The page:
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Semipro football team begins inaugural campaign in Greensburg

| Friday, June 22, 2012, 1:24 p.m.
Greensburg Panther Cody Wilson (yellow) is brought down by Western PA Wildcatz Trevis Owens, left, and Josh Stegena during a game at Ambridge High School's Rubenstein Stadium Saturday, June 16, 2012. Heidi Murrin PIttsburgh Tribune-Review
Greensburg Panther Craig Gordon (#1) is pursued by the Western PA Wildcatz during a game Saturday, June 16, 2012 at Ambridge High School's Rubenstein Stadium. Heidi Murrin Pittsburgh Tribune-Review
Greensburg Panther Isaiah Dawson (#10) cannot hold onto the pass while being covered by Western PA Wildcatz Jamar Law during a game Saturday, June 16, 2012 at Ambridge High School's Rubenstein Stadium. Heidi Murrin Pittsburgh Tribune-Review
Greensburg Panther A.J. Graves (#7) rushes against the Western PA Wildcatz in a game at Ambridge High School's Rubenstein Stadium Saturday, June 16, 2012. Heidi Murrin Pittsburgh Tribune-Review

Charles Dawson spent two years with the Pittsburgh Pride minor league football team, but eventually the long trips for practices and longer trips for games took a toll.

That's when he decided to bring the sport closer to home.

Dawson's creation, the Greensburg Panthers, kicked off their inaugural season in June and stand at 2-1 after three games in the Gridiron Developmental Football League.

“In semipro, a first-year team really gets no respect by anybody,” said Dawson, 28, of Greensburg, the team's president and head coach. “But our team has actually exceeded our coaches' expectations already. We lost a tough game (to Western PA Wildcatz on Saturday), but they're the best team in the league and we had them on the ropes.”

In semipro football, players pay a fee to play and receive no compensation. Teams have to seek out sponsors and hold fundraisers in order to bring in enough money to host games, which cost $800 apiece. Dawson said he often has to pay out of pocket to cover the balance of that cost.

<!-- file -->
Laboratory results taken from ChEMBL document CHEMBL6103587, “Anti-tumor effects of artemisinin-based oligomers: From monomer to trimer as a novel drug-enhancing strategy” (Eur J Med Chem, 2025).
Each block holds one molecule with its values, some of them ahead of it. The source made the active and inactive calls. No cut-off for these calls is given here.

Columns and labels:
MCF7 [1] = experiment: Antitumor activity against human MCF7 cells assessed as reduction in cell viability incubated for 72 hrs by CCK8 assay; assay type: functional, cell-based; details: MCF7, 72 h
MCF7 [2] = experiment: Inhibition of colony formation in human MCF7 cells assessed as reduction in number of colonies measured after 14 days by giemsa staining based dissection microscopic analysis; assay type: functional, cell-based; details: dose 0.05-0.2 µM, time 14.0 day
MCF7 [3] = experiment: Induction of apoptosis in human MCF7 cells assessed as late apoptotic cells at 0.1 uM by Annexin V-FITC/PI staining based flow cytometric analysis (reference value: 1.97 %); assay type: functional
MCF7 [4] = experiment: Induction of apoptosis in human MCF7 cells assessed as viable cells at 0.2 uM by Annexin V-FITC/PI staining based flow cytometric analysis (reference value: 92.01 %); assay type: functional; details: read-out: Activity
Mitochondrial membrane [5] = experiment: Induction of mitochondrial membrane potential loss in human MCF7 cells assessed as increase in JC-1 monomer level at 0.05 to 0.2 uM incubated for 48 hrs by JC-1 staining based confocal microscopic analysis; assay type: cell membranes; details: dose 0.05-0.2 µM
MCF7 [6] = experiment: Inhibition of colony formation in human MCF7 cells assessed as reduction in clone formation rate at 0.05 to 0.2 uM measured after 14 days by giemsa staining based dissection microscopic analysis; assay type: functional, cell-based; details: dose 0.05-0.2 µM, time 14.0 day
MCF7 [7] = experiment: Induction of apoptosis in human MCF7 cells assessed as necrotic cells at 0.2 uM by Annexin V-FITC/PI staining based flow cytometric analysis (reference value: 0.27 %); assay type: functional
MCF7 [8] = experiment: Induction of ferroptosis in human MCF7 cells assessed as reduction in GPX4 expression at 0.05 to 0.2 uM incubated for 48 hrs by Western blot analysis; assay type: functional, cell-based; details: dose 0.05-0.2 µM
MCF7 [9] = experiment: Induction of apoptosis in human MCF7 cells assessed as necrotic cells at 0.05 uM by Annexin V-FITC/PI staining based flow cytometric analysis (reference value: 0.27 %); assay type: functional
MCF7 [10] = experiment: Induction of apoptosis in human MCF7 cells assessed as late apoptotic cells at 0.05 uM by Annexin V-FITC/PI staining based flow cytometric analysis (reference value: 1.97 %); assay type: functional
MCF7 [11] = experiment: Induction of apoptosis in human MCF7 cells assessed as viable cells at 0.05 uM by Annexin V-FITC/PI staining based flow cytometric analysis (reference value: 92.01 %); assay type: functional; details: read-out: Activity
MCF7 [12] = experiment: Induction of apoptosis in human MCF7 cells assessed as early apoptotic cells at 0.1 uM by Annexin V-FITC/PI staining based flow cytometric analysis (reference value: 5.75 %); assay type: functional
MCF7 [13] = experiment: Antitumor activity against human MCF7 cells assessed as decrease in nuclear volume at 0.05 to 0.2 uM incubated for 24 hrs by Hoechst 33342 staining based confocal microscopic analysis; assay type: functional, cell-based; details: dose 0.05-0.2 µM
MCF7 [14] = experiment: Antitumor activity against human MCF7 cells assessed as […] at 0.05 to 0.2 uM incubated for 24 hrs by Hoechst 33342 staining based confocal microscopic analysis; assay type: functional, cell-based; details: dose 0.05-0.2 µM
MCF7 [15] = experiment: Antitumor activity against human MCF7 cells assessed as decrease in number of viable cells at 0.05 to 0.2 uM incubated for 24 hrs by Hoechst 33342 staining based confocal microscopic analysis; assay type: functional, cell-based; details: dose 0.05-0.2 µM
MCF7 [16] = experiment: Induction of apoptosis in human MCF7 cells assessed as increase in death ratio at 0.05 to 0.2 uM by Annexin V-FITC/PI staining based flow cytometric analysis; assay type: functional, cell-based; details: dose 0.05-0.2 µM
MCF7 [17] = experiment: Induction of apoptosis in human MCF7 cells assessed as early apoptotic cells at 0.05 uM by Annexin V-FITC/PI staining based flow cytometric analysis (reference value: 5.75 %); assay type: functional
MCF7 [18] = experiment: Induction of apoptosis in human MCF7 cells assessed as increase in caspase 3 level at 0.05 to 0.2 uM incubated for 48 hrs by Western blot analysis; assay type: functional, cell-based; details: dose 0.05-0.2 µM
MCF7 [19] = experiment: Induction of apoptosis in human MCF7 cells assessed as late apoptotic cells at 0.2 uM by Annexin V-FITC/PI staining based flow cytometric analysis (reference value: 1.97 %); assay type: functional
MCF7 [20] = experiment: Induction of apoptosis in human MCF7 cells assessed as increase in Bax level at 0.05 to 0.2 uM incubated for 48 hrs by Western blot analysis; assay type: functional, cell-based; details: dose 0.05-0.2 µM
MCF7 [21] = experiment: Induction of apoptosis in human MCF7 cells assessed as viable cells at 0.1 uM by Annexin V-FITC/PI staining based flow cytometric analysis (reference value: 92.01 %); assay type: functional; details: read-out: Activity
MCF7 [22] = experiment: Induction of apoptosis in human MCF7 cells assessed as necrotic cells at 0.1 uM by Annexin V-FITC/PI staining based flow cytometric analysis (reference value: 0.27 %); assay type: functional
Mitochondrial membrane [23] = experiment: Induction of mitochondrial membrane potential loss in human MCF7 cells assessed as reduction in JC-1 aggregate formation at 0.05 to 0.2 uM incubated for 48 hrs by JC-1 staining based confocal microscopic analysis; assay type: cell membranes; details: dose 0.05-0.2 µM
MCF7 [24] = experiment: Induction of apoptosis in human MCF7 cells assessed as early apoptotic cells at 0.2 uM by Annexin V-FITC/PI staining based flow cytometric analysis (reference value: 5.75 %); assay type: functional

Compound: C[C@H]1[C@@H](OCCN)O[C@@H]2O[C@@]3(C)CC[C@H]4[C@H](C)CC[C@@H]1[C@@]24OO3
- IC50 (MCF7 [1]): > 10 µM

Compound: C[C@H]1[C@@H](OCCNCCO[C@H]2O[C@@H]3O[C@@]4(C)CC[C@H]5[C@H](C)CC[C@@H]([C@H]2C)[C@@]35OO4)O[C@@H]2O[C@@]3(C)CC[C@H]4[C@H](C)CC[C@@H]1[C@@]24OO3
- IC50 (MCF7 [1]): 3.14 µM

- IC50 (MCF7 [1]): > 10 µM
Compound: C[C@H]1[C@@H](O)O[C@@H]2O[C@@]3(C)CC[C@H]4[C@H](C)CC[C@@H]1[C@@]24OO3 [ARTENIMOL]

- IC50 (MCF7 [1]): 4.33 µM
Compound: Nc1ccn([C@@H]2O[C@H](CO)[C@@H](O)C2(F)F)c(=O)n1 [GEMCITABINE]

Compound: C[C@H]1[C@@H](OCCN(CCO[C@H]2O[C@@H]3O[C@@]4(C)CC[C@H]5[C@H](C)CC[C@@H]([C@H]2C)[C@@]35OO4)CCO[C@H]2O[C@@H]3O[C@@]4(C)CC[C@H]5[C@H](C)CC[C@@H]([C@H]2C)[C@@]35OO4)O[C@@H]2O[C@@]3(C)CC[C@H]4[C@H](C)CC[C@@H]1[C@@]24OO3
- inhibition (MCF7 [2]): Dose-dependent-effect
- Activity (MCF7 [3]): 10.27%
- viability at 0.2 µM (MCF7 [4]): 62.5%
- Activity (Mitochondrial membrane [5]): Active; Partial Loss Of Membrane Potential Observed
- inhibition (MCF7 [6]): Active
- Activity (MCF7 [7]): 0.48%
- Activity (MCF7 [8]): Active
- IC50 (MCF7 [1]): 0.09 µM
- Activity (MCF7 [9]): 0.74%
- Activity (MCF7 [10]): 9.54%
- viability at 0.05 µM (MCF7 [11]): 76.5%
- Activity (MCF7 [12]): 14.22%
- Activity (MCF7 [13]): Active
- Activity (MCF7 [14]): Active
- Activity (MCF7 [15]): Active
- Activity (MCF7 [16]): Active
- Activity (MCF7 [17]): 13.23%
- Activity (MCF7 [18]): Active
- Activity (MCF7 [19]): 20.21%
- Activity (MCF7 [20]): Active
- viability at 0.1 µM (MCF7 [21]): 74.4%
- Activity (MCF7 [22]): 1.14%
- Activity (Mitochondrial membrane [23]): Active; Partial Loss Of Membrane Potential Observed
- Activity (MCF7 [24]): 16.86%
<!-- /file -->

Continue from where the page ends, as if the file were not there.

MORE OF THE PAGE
While it seems to offer little glory, Dawson had no trouble recruiting players — most of whom have college or semipro experience. Many of the players have aspirations of moving up the ranks, Dawson said, while the rest play for the love of the game.

“We probably have only three or four guys who could possibly play at the next level,” Dawson said. “The other 26 guys, they basically play just for the love of the game. I've got a 50-year-old playing, so that's pretty much love of the game.”

Quarterback Mike Sedunov starred at Yough High School and went on to play at Washington & Jefferson, but the 25-year-old's biggest football experience since college came in a high school alumni game.

When a few people told him about the new team, he jumped at the chance to play again.

“I've had a lot of fun getting to play again,” Sedunov said. “We had a lot of athletes from the area, and it seems like everything really came together in the first two games. We played really well.”

The team, which plays its home games at Bruno Memorial Field in Herminie, consists mainly of alumni from Jeannette, Greensburg Salem, Hempfield, Yough and other Westmoreland County high schools.

Sedunov said the players are familiar with each other's exploits from high school, which in turn helps the team.

“You just have a lot of trust in players you know,” he said. “You know they can play, know a little bit about their past and know they feel the same way about football as I do and are passionate about it.”

Dawson says the team's greatest strength is its quarterback and receivers, as Sedunov threw for five touchdowns and ran for two more in the Panthers' second game of the season, a 52-8 win over the Mon Valley Mayhem.

The team will play the Pittsburgh Stealth at 3 p.m. Saturday at Bruno Field.

While Dawson says the team has an expectation to win every game, for now he has a bigger goal for next season. He said the GDFL commissioner plans to start a pro division for more advanced teams, and Dawson wants the Panthers in it.

“You're going to have to show you have stable finances, (and) you're going to have to show you can provide,” he said. “A lot of games, we might go to a field that's in the middle of a park, and they just rolled the lines on this morning. That's what he's trying to avoid, things like that — the forfeits. He wants it to be run like a pro league, so that's what we're going to try to shoot for.”

Doug Gulasy is a staff writer for Trib Total Media. He can be reached at dgulasy@tribweb.com.

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